Pressure sores is divided into four stages, namely:

Stage 1: ulceration limited to the epidermis and dermis with erythema on the skin. Patients with good sensibility will complain of pain, this stage is usually reversible and can be cured in 5-10 days.
Signs and Symptoms:
A change of the skin that can be observed. When compared with normal skin, it will appear as a sign of the following: changes in skin temperature (colder or warmer), changes the consistency of tissue (more hard or soft), changes in sensation (itching or pain), In people who have white skin, sores may appear as redness persist. Whereas in people with dark skin, the wound will appear as a persistent red, blue or purple.

Stage 2: ulceration of the dermis, epidermis and into broad to the adipose tissue visible erythema and induration, and partial damage to the skin (epidermis and dermis partially) characterized by blisters. This stage can be cured in 10-15 days.
Signs and Symptoms:
Loss of partial layers of the epidermis or dermis of the skin, or both. Character is a superficial wound, abrasion, blister, or forming a shallow pit.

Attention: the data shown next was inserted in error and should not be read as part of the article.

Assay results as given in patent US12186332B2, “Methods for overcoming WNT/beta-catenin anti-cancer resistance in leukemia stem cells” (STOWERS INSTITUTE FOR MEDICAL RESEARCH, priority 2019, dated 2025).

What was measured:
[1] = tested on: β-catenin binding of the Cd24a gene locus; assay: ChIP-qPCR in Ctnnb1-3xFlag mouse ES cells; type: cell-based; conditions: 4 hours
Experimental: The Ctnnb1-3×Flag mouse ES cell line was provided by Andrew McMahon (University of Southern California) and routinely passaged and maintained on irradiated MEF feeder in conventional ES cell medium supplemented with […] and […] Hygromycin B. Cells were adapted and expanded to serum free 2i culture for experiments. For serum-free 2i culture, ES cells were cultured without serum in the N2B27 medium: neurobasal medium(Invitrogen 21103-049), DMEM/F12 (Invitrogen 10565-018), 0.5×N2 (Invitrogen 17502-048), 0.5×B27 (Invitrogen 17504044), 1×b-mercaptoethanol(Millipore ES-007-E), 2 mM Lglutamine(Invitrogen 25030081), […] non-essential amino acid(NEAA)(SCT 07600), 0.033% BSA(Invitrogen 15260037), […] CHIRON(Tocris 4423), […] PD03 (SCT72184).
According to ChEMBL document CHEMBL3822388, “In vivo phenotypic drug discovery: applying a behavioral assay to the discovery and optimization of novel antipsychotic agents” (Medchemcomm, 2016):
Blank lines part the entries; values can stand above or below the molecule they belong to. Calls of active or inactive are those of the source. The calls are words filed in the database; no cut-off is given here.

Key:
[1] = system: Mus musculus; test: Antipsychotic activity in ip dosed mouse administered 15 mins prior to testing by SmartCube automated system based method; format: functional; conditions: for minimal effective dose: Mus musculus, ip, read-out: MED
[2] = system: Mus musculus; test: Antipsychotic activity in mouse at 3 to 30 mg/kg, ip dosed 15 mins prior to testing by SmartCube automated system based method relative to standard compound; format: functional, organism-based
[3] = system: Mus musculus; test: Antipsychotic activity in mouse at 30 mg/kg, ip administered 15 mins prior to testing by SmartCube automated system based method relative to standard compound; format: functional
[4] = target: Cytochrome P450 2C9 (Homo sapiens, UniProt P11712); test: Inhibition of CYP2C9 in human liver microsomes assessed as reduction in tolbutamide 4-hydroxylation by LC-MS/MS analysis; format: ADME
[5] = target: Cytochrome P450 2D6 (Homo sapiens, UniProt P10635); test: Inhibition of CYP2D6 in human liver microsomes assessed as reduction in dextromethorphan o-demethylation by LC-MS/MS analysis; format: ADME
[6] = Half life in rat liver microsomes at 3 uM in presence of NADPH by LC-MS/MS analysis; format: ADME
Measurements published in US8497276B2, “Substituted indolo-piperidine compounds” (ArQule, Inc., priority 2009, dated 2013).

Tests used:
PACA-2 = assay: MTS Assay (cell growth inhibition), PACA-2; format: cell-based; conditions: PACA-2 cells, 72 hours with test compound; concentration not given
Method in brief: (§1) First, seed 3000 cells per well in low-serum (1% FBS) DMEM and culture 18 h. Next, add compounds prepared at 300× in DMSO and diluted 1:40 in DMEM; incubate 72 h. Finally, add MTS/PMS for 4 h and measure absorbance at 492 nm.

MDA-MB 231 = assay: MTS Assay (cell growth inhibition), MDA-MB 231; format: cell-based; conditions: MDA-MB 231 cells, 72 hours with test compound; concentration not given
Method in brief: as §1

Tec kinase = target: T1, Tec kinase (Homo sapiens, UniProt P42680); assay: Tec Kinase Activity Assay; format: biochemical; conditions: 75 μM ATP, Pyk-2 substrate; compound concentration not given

Stage 3: ulceration extending into the layer of fat and muscle subshell has begun to interfere with the edema and inflammation, infection will disappear fibril structure. Damage to all layers of the skin to the subcutaneous, do not pass through the fascia. Usually heal in 3-8 weeks.
Signs and Symptoms: 
Loss of skin layers are complete, including damage or necrosis of subcutaneous tissue or deeper, but not to the fascia. The wound looks like a deep hole.

Stage 4: ulceration and necrosis extends the fascia, muscles and joints. Can be cured in 3-6 months.
Signs and symptoms :
The loss of skin layers complete with extensive damage, tissue necrosis, damage to the muscles, bones or tendons. The presence of a deep hole and sinus passages are also included in stage IV of pressure sores.

NCP for Pressure Sores / Decubitus Ulcer - Physical Examination, Assessment and 6 Nursing Diagnosis